The US would come to Taiwan’s aid if China invaded, Biden finally says

President Joe Biden threw down the gauntlet in front of China on Monday, vowing to defend anti-communist Taiwan amid mounting threats from Beijing to seize the island by force from the prime minister of Japan, China’s historic enemy, who is craving a firm pledge from his American ally .

Biden left no doubt about what the Japanese sometimes see as Washington’s faltering resolve, and simply replied, “Yes, that’s the commitment we made,” when a reporter asked whether the US would exceed Taiwan’s 100 mark in the event of a Chinese attack -mile zone -wide Formosa Strait separating Taiwan from mainland China.

“The idea that it could be taken by force will upset the entire region,” Biden said in a crisis “much like Ukraine’s.”

However, the president, standing alongside Japanese Prime Minister Fumio Kishida, cautiously danced around the issue of Beijing’s sovereignty, saying the communist government in Beijing is in fact “the only legal government in China”.

The White House said Biden’s comments did not represent a change in long-standing policy, but Biden added their importance by observing that China is “right now flirting with the danger by flying so close and all the maneuvers that are being undertaken.” Flights of Chinese planes over the waters between Taiwan and the mainland have been a particular concern for Japan, which is already at odds with China over the Senkaku Islands in waters close to Taiwan. Japan controls the senkakus that China claims along with Taiwan.

The US, Biden said, agreed to “the one China policy” as well as “any related agreements made from there.” Still, he said, “the idea that [Taiwan] can be taken by force, only taken by force” was “not appropriate”.

That confirmation, however, did not reassure Beijing, where a State Department spokesman said China would not relinquish its historic claim to Taiwan. There is “no room for compromise,” he said.

China’s claim to Taiwan has been crucial since Chiang Kaishek’s anti-communist “nationalist Chinese” forces fled to Taiwan before the communist takeover of mainland China in 1949. The US, under then-President Jimmy Carter, conferred diplomatic recognition on Chiang’s regime in December 1978, but has since supported Taiwan with arms and advice without signing a treaty. Taiwan and the US maintain diplomatic relations through an “American institute,” not an embassy, ​​in Taipei.

Biden’s declaration of Washington’s full support for Taiwan culminated in a mission to Northeast Asia in which he effectively repudiated the policies of his predecessor, Donald Trump, who angered both Japanese and Koreans by calling for US troops to withdraw and offering little support if so that would have been attacked by China or North Korea, both of which are now armed with missiles and nuclear weapons.

On Monday in Tokyo, Biden unveiled what many see as the culmination of his swing through the region, the Indo-Pacific Economic Initiative. In addition to the US, 12 countries are involved in the initiative, a successor to the Trans-Pacific Partnership, from which Trump withdrew on his first day as president in January 2017.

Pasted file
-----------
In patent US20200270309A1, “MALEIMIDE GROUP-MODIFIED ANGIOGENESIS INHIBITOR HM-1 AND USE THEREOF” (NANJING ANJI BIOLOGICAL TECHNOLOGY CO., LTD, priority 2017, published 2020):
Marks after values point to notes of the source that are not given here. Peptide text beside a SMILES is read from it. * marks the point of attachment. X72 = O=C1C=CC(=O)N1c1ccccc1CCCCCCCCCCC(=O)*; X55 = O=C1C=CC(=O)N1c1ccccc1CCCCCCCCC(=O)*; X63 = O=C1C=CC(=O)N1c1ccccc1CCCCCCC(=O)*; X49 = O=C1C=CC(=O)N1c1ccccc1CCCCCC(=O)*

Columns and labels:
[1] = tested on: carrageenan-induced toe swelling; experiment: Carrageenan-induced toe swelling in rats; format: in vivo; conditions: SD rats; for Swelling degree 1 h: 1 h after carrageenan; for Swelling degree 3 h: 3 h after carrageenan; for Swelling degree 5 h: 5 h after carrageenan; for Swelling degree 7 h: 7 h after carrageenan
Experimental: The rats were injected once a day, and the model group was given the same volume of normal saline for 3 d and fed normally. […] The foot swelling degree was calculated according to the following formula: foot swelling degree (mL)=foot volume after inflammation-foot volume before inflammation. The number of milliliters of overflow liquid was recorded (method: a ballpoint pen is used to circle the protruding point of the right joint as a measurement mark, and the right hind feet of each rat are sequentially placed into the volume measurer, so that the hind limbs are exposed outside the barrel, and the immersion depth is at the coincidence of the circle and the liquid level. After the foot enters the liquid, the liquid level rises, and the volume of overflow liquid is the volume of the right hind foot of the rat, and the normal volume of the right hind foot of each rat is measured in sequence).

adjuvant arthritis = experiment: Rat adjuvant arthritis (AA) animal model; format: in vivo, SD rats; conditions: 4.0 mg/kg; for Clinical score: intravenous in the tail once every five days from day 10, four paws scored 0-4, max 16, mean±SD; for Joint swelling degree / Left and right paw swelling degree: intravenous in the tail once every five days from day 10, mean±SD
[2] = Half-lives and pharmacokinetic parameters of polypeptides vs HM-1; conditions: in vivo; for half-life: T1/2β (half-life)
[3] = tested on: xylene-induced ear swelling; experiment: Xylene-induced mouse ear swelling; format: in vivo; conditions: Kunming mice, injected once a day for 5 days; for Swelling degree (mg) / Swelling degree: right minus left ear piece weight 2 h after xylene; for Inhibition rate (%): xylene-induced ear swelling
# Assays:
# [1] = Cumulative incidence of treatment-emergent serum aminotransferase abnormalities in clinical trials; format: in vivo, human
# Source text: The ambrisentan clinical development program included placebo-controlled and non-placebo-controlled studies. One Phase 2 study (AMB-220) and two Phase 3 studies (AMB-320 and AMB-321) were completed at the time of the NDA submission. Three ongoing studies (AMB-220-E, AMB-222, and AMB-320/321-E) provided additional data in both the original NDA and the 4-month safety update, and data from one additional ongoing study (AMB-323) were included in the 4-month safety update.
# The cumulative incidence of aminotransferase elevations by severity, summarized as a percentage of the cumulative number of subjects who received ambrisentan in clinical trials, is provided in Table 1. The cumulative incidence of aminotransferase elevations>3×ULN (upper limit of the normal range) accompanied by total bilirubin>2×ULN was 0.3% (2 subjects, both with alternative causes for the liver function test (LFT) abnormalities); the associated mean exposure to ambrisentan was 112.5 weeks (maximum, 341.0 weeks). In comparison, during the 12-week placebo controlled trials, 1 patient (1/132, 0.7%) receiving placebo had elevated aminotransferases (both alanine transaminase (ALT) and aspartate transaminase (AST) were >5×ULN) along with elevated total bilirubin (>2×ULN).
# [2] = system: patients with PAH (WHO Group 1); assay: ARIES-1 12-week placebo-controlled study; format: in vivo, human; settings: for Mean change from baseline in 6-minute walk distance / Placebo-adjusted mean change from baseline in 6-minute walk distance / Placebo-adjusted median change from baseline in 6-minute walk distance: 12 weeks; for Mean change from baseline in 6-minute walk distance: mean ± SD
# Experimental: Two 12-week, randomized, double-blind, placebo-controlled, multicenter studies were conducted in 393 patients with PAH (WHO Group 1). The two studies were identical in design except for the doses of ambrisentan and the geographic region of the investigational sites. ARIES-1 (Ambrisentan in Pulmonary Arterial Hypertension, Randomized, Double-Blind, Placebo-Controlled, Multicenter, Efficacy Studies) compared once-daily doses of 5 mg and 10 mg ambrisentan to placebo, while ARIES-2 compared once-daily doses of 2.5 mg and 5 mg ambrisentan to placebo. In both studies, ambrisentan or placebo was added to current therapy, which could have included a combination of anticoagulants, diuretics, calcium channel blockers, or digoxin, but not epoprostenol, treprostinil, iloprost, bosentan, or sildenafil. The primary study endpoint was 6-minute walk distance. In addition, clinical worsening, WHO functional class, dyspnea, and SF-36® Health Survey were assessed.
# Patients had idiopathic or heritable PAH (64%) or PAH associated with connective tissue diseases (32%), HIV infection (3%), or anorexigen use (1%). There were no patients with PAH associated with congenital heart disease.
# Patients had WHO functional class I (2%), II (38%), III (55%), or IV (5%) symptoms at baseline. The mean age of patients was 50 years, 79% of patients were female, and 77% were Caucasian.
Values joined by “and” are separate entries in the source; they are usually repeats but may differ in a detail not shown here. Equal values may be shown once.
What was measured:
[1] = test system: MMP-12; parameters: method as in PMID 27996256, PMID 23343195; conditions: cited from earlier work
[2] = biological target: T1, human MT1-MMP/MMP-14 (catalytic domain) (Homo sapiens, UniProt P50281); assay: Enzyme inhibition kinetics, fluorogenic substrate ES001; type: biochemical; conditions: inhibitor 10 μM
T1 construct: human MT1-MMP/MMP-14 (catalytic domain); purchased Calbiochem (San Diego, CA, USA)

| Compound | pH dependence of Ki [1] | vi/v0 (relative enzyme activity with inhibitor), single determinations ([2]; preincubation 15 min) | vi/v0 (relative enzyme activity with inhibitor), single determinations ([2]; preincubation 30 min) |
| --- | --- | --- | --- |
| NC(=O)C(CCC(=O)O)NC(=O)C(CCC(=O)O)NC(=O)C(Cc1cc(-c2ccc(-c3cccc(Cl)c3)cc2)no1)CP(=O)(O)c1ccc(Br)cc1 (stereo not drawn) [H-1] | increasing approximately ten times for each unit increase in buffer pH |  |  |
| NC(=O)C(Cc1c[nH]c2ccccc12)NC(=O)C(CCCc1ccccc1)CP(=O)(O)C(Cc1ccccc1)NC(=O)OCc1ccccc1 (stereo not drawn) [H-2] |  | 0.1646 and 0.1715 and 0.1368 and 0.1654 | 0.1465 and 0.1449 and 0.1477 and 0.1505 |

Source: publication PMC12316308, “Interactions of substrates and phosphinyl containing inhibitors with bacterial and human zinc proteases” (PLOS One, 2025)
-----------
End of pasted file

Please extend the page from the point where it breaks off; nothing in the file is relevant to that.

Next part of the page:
The new trade framework, such as Biden’s support of Taiwan in the event of an attack, has been another obvious challenge for China, which has asserted its power and influence across Asia from the Korean Peninsula to the South China Sea to the Indian subcontinent and Indian Ocean.

The initiative’s opening statement, however, was long on flowery language but short on details. “Through this initiative,” it said, “we want to contribute to cooperation, stability, prosperity, development and peace in the region.”

Biden’s stopover in Tokyo came after a visit to Seoul, during which he and the newly inaugurated South Korean president agreed to begin talks on resuming joint real-world military exercises after his summit, which were arbitrarily canceled by Trump to the dismay of US military commanders in Singapore in June 2018 with North Korea’s leader Kim Jong Un.

US commanders claim that US and South Korean forces need regular ground, sea and air training. Playing war games on the computer is all well and good, but it is no substitute for deployed troops.

Biden and Yoon both repeatedly stressed the need for a “strategic deterrent,” a term Kishida agrees with. The US, bound by treaty alliances with both Japan and South Korea, has encouraged “trilateral cooperation” but has gotten nowhere to push for a trilateral alliance. Korea remains at odds with Japan on a number of issues, most notably regarding the Japanese’s exploitation of Korean “comfort women” during World War II.

Biden did not mention Trump by name but did not so subtly express his disdain for his predecessor, who said he and Kim “fell in love” with Singapore. When asked in Seoul what he would say to Kim, he replied “Hello”, hesitated for a moment and added “period”. The US would come to Taiwan’s aid if China invaded, Biden finally says


Hung is a Interreviewed U.S. News Reporter based in London. His focus is on U.S. politics and the environment. He has covered climate change extensively, as well as healthcare and crime. Hung joined Interreviewed in 2023 from the Daily Express and previously worked for Chemist and Druggist and the Jewish Chronicle. He is a graduate of Cambridge University. Languages: English. You can get in touch with me by emailing:

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